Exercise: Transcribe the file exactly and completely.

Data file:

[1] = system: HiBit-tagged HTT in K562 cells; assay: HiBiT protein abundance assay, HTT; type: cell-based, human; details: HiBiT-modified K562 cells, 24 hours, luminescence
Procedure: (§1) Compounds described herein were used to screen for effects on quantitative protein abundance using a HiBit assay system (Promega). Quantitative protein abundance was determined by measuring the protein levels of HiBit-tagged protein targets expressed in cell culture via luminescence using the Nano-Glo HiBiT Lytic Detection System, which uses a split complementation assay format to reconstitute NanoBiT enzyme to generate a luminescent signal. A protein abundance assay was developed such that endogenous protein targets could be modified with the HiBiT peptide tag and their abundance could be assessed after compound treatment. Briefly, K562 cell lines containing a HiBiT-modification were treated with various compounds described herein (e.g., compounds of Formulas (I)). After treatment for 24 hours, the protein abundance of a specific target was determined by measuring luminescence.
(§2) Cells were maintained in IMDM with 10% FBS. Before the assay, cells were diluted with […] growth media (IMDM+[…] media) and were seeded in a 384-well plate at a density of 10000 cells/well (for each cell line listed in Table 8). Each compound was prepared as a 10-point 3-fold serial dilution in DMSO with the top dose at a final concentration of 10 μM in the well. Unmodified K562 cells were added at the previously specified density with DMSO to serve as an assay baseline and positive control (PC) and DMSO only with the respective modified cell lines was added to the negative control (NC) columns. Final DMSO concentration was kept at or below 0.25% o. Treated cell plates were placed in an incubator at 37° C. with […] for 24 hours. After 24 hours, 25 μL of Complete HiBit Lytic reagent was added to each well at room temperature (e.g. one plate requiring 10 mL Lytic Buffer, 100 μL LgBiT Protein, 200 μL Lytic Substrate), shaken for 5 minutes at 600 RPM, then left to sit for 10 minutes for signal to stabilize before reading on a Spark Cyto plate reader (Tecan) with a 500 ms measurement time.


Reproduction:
[1] = system: HiBit-tagged HTT in K562 cells; assay: HiBiT protein abundance assay, HTT; type: cell-based, human; details: HiBiT-modified K562 cells, 24 hours, luminescence
Procedure: (§1) Compounds described herein were used to screen for effects on quantitative protein abundance using a HiBit assay system (Promega). Quantitative protein abundance was determined by measuring the protein levels of HiBit-tagged protein targets expressed in cell culture via luminescence using the Nano-Glo HiBiT Lytic Detection System, which uses a split complementation assay format to reconstitute NanoBiT enzyme to generate a luminescent signal. A protein abundance assay was developed such that endogenous protein targets could be modified with the HiBiT peptide tag and their abundance could be assessed after compound treatment. Briefly, K562 cell lines containing a HiBiT-modification were treated with various compounds described herein (e.g., compounds of Formulas (I)). After treatment for 24 hours, the protein abundance of a specific target was determined by measuring luminescence.
(§2) Cells were maintained in IMDM with 10% FBS. Before the assay, cells were diluted with […] growth media (IMDM+[…] media) and were seeded in a 384-well plate at a density of 10000 cells/well (for each cell line listed in Table 8). Each compound was prepared as a 10-point 3-fold serial dilution in DMSO with the top dose at a final concentration of 10 μM in the well. Unmodified K562 cells were added at the previously specified density with DMSO to serve as an assay baseline and positive control (PC) and DMSO only with the respective modified cell lines was added to the negative control (NC) columns. Final DMSO concentration was kept at or below 0.25% o. Treated cell plates were placed in an incubator at 37° C. with […] for 24 hours. After 24 hours, 25 μL of Complete HiBit Lytic reagent was added to each well at room temperature (e.g. one plate requiring 10 mL Lytic Buffer, 100 μL LgBiT Protein, 200 μL Lytic Substrate), shaken for 5 minutes at 600 RPM, then left to sit for 10 minutes for signal to stabilize before reading on a Spark Cyto plate reader (Tecan) with a 500 ms measurement time.